I audibly debate the pros and cons of the nearly two dozen listed options. “Braised pork leg and avocado sounds great but is it as juicy as the asado negro and can I put fried plantains on everything?” We finally come to a decision, a reina pepiada, the traditional shredded chicken and avocado filling. She is about to pass the ticket along to the kitchen when a plate of shredded beef, black beans, avocado and fried plantains floats by like a dream. “Hold up,” I proclaim, “I want that.”

For years, Jimenez and her husband Javier León, who mans the kitchen, were amongst a small group of cooks offering traditional Venezuelan dishes. The pair have a natural warmth that makes you immediately feel welcome. They arrived from Mérida to Buenos Aires more than a decade ago, “With a suitcase, some debt and a lot of dreams,” starts León. Mérida is a small mountain region on the Southwest edge of Venezuela. It is, according to León, one of the country’s most diverse food regions in part because of its unique Andean culture and a climate that produces much of the nation’s agriculture.
The pair began as a closed door and catering service in Palermo before setting up their brick-and-mortar on the ground floor of the famous Galería Jardín three years ago. “We were a complete anomaly. Not just in Microcentro where there wasn’t a lot of variety but imagine walking through this mall and finding a little arepa stand in the middle of a bunch of computer shops.”
The pabellón arrives on a simple dish that fits perfectly with the homeyness of its contents. Sprinkles of cumin and chile powder waft through the air and to your nose before you can even take in the rest of the dish. The tender shreds of braised beef pop with the savory juices of a rich broth. Bites are complimented by fatty avocado, the sweet char of gooey fried plantains and light strings of white cheese. Squirts of a citrusy cream sauce makes a great pair for the earthy black beans. A chunky hot sauce made of bright yellow aji limon packs a heat that settles on the tip of the tongue and only begins to graze to the back of the throat when paired with the bits of carne.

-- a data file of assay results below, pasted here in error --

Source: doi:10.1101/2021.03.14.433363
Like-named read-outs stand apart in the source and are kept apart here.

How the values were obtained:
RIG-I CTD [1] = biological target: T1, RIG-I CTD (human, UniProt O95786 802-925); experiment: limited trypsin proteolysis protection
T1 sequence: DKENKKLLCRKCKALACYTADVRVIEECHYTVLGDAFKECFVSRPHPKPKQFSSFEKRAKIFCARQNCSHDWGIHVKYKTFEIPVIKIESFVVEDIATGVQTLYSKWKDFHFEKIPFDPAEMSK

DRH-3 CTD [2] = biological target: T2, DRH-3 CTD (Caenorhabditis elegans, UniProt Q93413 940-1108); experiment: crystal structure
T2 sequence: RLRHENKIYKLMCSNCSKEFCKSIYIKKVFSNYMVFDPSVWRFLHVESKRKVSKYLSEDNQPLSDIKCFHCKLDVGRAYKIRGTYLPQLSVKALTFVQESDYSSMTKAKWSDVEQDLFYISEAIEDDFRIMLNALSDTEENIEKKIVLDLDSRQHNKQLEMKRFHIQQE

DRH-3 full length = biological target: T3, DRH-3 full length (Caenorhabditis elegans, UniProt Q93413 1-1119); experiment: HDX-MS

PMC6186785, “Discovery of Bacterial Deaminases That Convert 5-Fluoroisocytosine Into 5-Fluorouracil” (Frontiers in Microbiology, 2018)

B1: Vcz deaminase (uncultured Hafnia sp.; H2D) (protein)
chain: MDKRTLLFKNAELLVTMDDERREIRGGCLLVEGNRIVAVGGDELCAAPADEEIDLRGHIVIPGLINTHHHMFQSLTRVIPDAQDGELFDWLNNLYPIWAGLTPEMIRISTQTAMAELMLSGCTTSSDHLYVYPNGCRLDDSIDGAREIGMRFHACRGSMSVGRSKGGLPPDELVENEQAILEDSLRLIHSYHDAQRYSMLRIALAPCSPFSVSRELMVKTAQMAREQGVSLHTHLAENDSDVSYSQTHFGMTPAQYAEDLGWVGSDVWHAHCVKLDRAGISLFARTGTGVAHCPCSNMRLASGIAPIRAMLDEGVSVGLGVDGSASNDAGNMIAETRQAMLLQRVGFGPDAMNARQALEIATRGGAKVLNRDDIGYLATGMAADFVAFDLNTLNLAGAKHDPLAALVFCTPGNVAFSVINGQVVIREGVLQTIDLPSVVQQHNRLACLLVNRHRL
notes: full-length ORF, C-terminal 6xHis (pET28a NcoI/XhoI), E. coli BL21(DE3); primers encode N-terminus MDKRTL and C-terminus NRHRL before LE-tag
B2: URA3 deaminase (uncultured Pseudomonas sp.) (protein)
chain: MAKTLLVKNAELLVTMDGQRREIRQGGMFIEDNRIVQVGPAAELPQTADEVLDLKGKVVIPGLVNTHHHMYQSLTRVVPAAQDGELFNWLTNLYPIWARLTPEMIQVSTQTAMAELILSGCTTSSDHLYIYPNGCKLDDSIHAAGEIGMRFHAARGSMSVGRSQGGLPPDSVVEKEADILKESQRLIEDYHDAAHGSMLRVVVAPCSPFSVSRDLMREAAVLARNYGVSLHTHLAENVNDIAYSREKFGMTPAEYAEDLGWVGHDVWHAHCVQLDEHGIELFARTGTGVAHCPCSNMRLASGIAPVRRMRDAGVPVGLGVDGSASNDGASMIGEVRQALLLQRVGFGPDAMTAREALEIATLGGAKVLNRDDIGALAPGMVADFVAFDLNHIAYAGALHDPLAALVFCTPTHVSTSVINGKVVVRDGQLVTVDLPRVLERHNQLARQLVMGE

“Arepas come from the indigenous tribes. It is our interpretation of corn which you in every cuisine across South America. In Mexico, they turned it into tortillas [sic] in Argentina you see it in humita. We made arepas and it’s what we eat everyday,” explains León, “Guaica comes from Guaicaipuro, an indigenous chief that fought off Spanish influence and who was able to keep Venezuela free of a Viceroyalty. We wanted to pay respect to that strength and the indigenous influence that you see in typical Venezuelan dishes.”